After the Republican supermajority tore down the Kentucky Board of Education’s mask mandate at the recent special session, around 96% of Kentucky school districts have decided to continue to require masks, according to the Kentucky School Boards Association.
SB1, the piece of legislation from the session that eliminated the mandate, went into effect Friday, but only six districts have decided to make masks optional — those being Hickman, Clinton, Science Hill, Mercer, Burgin and Gallatin.
You might remember that the superintendent of Science Hill called Beshear a “liberal lunatic” in a voicemail to parents of students — a rant that was in response to the mask mandate.
For now, the rest will require masks at all times for students, teachers, staff and visitors.
This is a change from before Gov. Andy Beshear, and then the Kentucky Board of Education, created a universal mask mandate for Kentucky schools. At the beginning of the school year, only two-thirds of Kentucky schools were planning to require masks, according to WFPL.
As the mandate ended, and the decision fell to local school boards, KSBA President Davonna Page said the districts handled it well.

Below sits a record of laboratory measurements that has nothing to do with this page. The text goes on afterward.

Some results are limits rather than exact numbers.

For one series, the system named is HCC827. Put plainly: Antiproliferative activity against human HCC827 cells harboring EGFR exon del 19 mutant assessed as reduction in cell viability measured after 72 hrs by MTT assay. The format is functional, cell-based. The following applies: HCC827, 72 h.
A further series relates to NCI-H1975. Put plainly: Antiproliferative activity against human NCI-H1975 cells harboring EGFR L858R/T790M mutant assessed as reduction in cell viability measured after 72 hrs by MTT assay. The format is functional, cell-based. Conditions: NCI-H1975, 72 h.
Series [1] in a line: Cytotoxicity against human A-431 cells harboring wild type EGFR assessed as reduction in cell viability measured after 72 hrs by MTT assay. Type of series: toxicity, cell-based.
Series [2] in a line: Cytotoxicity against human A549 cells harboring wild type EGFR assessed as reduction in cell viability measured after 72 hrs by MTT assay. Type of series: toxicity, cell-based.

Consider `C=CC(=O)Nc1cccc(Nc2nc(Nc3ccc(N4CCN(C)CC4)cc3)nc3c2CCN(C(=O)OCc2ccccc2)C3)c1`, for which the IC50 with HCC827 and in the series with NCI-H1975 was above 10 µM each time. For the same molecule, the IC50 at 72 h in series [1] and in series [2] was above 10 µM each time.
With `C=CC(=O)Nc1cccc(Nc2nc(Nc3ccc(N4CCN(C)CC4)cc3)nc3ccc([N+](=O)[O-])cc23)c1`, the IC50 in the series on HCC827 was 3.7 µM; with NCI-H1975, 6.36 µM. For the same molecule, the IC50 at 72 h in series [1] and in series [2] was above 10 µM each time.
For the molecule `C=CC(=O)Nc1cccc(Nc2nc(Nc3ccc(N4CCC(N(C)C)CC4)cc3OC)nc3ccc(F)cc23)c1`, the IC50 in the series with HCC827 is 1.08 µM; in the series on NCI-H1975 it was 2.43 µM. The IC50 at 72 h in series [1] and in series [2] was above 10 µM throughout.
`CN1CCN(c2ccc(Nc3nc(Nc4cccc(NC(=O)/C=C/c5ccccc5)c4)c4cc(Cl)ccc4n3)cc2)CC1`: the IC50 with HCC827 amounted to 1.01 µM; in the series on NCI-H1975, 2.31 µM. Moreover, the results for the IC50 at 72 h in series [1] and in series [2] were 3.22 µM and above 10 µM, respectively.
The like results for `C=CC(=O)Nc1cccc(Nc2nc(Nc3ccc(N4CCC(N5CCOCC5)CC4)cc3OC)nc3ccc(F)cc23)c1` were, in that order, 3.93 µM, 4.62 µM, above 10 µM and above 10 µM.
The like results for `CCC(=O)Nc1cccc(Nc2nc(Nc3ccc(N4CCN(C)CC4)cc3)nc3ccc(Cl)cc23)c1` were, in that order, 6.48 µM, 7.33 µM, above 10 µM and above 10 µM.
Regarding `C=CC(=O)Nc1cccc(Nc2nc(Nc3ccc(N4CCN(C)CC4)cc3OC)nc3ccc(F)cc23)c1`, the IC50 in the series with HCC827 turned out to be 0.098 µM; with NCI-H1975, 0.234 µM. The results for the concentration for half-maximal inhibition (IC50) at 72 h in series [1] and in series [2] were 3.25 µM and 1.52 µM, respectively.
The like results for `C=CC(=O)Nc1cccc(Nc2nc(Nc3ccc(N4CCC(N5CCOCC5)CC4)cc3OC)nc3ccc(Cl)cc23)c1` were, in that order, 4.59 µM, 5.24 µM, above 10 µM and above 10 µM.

“The Kentucky legislature granted local school boards the authority to make decisions in the best interests of their students, and this week has demonstrated that we were up for the challenge,” Page said. “School boards regularly weigh decisions that have significant impacts on those most precious to our constituents. We do not make those decisions lightly.”
After SB1 passed during the special session, Beshear was critical of the Republican supermajority, calling ending the mask mandate “wrong” at a news conference earlier this month.
“I’ve been willing to make the calls, to take the hits, to make the plays. And the legislature asked to go in at QB,” Beshear said. “And what did they do? They punted on first down.”
Senate President Robert Stivers responded at a news conference on Friday, taking issue with Beshear’s sports analogy, saying he believes mask policies should be a decision at the local level.
“We felt it would be better for local people to make local decisions and we didn’t punt anything,” Stivers said.
Since 2020, at least 36 K-12 school employees in Kentucky have died from COVID, according to the teachers union KY 120 United.
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